Sunday, July 05, 2015
Last night Math Man and I watched a documentary about life in Antarctica on Netflix. The film by New Zealand filmmaker Anthony Powell, focusses not on the science, but on the everyday life of the people who work to support the science. The cooks, shopkeepers, pilots and communications techs. Through the austral winter. As I sit on my back patio, surrounded by greenery, warmed by the sun, it's hard to imagine that at this moment it's dark 24 hours a day and 27oF below zero at McMurdo station. (Fascinatingly, Google's weather icon shows a bright yellow sun for "clear" at McMurdo, though the sun was last seen above the horizon on April 24th.)
The film is visually rich, with beautiful time lapse photography of vast panoramas and tiny details. The rugged reality of a visit to the penguins in midsummer is revealed, along with delightful clips of penguins flying in and out of the water. It's not hard to see why it won so many awards.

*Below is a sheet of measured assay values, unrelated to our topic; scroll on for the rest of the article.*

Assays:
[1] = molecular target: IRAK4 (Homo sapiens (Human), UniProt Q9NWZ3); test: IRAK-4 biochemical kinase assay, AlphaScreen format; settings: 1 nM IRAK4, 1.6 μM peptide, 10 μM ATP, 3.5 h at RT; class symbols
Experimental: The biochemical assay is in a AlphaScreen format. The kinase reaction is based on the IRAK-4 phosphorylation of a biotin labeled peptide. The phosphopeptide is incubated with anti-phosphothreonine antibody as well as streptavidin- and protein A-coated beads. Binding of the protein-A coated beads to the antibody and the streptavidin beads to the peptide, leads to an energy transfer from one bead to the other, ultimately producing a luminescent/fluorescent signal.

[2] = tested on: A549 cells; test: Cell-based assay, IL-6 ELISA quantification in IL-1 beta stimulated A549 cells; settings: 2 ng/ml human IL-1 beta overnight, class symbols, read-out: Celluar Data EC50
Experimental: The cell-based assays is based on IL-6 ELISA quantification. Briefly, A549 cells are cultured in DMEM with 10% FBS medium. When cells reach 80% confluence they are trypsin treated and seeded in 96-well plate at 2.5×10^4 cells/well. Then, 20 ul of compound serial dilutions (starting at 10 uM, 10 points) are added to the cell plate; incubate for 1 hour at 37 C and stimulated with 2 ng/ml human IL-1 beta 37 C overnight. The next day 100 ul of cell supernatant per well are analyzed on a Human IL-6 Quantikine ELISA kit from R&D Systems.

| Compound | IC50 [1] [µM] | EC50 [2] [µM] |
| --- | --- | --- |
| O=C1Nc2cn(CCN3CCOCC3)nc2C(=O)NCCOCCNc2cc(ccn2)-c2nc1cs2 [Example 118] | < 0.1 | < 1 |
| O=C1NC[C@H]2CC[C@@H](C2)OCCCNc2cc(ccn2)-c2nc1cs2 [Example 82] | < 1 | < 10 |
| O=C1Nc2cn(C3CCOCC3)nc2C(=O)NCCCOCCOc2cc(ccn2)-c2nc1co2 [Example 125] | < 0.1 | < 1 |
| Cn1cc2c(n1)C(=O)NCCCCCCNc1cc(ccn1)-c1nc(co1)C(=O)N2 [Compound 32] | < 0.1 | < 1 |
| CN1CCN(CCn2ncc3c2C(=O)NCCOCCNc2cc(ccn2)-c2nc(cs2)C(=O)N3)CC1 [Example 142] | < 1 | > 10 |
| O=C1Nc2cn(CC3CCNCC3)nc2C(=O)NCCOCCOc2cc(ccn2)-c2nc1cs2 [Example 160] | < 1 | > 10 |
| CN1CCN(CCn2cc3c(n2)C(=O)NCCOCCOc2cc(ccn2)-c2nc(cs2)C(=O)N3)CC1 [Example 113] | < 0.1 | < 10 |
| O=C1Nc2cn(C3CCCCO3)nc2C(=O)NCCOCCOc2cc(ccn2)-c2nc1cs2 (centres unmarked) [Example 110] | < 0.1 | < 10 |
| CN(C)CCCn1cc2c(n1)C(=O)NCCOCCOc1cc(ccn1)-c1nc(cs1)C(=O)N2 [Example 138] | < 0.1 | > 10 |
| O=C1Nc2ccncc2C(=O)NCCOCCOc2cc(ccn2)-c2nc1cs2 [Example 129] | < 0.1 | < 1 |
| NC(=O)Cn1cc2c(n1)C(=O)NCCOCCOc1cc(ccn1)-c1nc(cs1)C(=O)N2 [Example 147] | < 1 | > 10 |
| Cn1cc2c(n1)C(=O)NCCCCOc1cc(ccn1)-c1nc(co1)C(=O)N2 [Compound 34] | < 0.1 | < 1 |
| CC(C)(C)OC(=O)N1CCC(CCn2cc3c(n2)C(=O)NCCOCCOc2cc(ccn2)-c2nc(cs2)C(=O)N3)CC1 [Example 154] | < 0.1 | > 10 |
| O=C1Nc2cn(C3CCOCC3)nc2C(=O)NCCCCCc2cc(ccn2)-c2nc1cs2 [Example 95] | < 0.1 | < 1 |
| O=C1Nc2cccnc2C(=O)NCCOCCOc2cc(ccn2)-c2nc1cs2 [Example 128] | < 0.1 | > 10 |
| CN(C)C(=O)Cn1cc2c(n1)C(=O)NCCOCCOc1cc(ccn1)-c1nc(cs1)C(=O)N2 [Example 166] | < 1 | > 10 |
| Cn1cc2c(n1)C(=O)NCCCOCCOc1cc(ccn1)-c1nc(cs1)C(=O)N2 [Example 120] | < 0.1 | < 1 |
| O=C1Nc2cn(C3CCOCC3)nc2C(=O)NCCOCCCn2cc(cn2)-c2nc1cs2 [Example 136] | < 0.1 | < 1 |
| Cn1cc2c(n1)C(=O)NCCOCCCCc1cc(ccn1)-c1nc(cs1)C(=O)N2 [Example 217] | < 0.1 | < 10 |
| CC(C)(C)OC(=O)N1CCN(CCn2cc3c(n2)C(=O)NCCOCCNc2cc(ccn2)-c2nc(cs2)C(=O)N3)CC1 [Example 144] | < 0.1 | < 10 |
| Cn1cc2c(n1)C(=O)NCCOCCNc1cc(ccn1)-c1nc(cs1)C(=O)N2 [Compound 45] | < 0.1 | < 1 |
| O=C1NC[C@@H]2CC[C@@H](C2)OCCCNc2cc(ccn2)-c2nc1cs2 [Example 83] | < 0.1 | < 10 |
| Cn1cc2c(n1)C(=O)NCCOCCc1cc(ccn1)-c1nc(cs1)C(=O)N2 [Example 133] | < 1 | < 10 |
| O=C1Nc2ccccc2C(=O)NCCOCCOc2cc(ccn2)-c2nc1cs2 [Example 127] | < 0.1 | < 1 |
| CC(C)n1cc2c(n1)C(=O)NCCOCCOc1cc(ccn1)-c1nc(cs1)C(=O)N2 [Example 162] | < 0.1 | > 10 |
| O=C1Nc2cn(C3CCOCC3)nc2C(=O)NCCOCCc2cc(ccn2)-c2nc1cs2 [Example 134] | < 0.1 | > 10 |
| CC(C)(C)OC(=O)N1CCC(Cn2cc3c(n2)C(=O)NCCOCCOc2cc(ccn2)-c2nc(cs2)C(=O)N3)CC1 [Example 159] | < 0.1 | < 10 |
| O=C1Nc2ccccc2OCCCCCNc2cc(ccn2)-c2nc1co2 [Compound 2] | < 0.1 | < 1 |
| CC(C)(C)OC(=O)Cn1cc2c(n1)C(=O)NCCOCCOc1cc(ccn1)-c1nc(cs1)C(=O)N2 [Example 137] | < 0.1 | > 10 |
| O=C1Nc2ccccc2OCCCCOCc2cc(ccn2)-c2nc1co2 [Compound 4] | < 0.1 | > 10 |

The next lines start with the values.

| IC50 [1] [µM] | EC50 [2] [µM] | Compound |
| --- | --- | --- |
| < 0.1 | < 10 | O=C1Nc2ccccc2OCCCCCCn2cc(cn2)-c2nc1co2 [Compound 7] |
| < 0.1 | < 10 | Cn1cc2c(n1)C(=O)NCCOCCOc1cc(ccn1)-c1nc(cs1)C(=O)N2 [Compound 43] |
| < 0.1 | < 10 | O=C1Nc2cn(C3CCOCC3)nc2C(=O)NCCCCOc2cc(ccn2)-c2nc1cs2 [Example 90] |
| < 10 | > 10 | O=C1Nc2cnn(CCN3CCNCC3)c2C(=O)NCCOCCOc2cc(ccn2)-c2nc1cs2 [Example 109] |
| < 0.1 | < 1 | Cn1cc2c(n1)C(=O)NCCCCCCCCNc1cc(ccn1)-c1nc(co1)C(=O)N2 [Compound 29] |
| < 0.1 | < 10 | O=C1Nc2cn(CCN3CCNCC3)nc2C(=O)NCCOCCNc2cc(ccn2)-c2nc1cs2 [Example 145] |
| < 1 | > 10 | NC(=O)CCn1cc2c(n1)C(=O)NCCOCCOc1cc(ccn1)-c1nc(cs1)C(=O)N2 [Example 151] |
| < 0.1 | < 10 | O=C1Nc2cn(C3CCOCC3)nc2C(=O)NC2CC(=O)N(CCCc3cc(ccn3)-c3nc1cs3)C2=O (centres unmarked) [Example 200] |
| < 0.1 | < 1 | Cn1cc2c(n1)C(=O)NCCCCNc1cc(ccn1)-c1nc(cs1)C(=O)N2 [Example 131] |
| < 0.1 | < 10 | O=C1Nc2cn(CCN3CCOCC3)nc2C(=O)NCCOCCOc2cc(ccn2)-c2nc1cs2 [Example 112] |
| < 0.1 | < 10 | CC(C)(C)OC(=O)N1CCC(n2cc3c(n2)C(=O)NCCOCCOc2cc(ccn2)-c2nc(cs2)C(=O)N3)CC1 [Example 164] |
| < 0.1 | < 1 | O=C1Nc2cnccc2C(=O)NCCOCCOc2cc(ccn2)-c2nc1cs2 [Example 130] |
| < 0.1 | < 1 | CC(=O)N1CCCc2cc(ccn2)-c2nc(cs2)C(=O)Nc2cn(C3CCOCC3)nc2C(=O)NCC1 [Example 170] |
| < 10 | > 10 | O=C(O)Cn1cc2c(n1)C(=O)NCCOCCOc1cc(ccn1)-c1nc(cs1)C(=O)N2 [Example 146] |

I was struck by the silence in the desolate Dry Valleys — no trees to rustle in the wind, no birds chirruping, no traffic noise. This morning, I was struck by the silence in my own backyard. Yes, I could hear the birds, and the bell ringing in the tower of the Episcopal church a mile and quarter away. But there was no roar of air conditioners, no leaf blowers screaming, no rumbling of lawn mowers. It wasn't silence in the same sense as that scene in the Dry Valley, but there was the same sense of stillness in the air.
As an aside, Dropbox mailed me a flashback, a handful of photos taken more or less around the 4th of July for almost the past decade. I was struck by how many years I've been on retreat around the 4th.